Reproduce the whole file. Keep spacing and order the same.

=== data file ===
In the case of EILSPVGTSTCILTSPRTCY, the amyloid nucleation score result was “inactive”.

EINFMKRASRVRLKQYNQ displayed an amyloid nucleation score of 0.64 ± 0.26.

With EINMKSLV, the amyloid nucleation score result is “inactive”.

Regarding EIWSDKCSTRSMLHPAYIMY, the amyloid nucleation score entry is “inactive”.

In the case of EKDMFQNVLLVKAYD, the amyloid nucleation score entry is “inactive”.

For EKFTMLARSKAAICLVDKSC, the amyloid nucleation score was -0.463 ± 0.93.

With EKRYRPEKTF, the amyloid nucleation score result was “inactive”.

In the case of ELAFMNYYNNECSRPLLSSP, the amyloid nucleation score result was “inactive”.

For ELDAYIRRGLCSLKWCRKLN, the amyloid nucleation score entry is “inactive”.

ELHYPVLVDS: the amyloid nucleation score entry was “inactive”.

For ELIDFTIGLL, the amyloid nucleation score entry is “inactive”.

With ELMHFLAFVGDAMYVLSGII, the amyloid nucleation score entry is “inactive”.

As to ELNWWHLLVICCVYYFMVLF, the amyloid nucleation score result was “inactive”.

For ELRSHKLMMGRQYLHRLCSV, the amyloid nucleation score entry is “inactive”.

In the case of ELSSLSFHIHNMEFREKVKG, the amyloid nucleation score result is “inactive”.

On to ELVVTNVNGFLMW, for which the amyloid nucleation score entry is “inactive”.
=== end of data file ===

In the case of EILSPVGTSTCILTSPRTCY, the amyloid nucleation score result was “inactive”.

EINFMKRASRVRLKQYNQ displayed an amyloid nucleation score of 0.64 ± 0.26.

With EINMKSLV, the amyloid nucleation score result is “inactive”.

Regarding EIWSDKCSTRSMLHPAYIMY, the amyloid nucleation score entry is “inactive”.

In the case of EKDMFQNVLLVKAYD, the amyloid nucleation score entry is “inactive”.

For EKFTMLARSKAAICLVDKSC, the amyloid nucleation score was -0.463 ± 0.93.

With EKRYRPEKTF, the amyloid nucleation score result was “inactive”.

In the case of ELAFMNYYNNECSRPLLSSP, the amyloid nucleation score result was “inactive”.

For ELDAYIRRGLCSLKWCRKLN, the amyloid nucleation score entry is “inactive”.

ELHYPVLVDS: the amyloid nucleation score entry was “inactive”.

For ELIDFTIGLL, the amyloid nucleation score entry is “inactive”.

With ELMHFLAFVGDAMYVLSGII, the amyloid nucleation score entry is “inactive”.

As to ELNWWHLLVICCVYYFMVLF, the amyloid nucleation score result was “inactive”.

For ELRSHKLMMGRQYLHRLCSV, the amyloid nucleation score entry is “inactive”.

In the case of ELSSLSFHIHNMEFREKVKG, the amyloid nucleation score result is “inactive”.

On to ELVVTNVNGFLMW, for which the amyloid nucleation score entry is “inactive”.